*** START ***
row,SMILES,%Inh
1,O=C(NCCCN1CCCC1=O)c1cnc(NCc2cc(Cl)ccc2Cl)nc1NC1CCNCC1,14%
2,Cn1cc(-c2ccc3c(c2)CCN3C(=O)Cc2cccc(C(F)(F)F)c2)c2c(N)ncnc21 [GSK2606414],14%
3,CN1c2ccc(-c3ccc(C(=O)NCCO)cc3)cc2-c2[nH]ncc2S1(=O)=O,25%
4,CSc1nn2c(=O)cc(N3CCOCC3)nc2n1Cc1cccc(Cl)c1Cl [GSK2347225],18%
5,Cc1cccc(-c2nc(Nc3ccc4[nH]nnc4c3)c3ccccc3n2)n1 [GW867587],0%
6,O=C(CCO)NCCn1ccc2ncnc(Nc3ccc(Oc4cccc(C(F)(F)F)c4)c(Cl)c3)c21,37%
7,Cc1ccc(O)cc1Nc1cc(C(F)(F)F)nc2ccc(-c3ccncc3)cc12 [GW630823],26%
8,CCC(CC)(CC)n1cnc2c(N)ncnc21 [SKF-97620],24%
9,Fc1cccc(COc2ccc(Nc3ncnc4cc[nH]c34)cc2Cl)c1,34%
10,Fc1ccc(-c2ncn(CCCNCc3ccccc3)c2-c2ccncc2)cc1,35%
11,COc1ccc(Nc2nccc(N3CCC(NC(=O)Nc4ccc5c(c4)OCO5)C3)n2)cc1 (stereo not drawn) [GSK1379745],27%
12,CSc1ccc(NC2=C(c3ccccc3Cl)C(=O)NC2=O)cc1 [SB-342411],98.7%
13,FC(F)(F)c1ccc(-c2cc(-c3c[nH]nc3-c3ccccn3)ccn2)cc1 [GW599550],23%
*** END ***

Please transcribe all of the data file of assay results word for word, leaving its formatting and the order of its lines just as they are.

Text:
row,SMILES,%Inh
1,O=C(NCCCN1CCCC1=O)c1cnc(NCc2cc(Cl)ccc2Cl)nc1NC1CCNCC1,14%
2,Cn1cc(-c2ccc3c(c2)CCN3C(=O)Cc2cccc(C(F)(F)F)c2)c2c(N)ncnc21 [GSK2606414],14%
3,CN1c2ccc(-c3ccc(C(=O)NCCO)cc3)cc2-c2[nH]ncc2S1(=O)=O,25%
4,CSc1nn2c(=O)cc(N3CCOCC3)nc2n1Cc1cccc(Cl)c1Cl [GSK2347225],18%
5,Cc1cccc(-c2nc(Nc3ccc4[nH]nnc4c3)c3ccccc3n2)n1 [GW867587],0%
6,O=C(CCO)NCCn1ccc2ncnc(Nc3ccc(Oc4cccc(C(F)(F)F)c4)c(Cl)c3)c21,37%
7,Cc1ccc(O)cc1Nc1cc(C(F)(F)F)nc2ccc(-c3ccncc3)cc12 [GW630823],26%
8,CCC(CC)(CC)n1cnc2c(N)ncnc21 [SKF-97620],24%
9,Fc1cccc(COc2ccc(Nc3ncnc4cc[nH]c34)cc2Cl)c1,34%
10,Fc1ccc(-c2ncn(CCCNCc3ccccc3)c2-c2ccncc2)cc1,35%
11,COc1ccc(Nc2nccc(N3CCC(NC(=O)Nc4ccc5c(c4)OCO5)C3)n2)cc1 (stereo not drawn) [GSK1379745],27%
12,CSc1ccc(NC2=C(c3ccccc3Cl)C(=O)NC2=O)cc1 [SB-342411],98.7%
13,FC(F)(F)c1ccc(-c2cc(-c3c[nH]nc3-c3ccccn3)ccn2)cc1 [GW599550],23%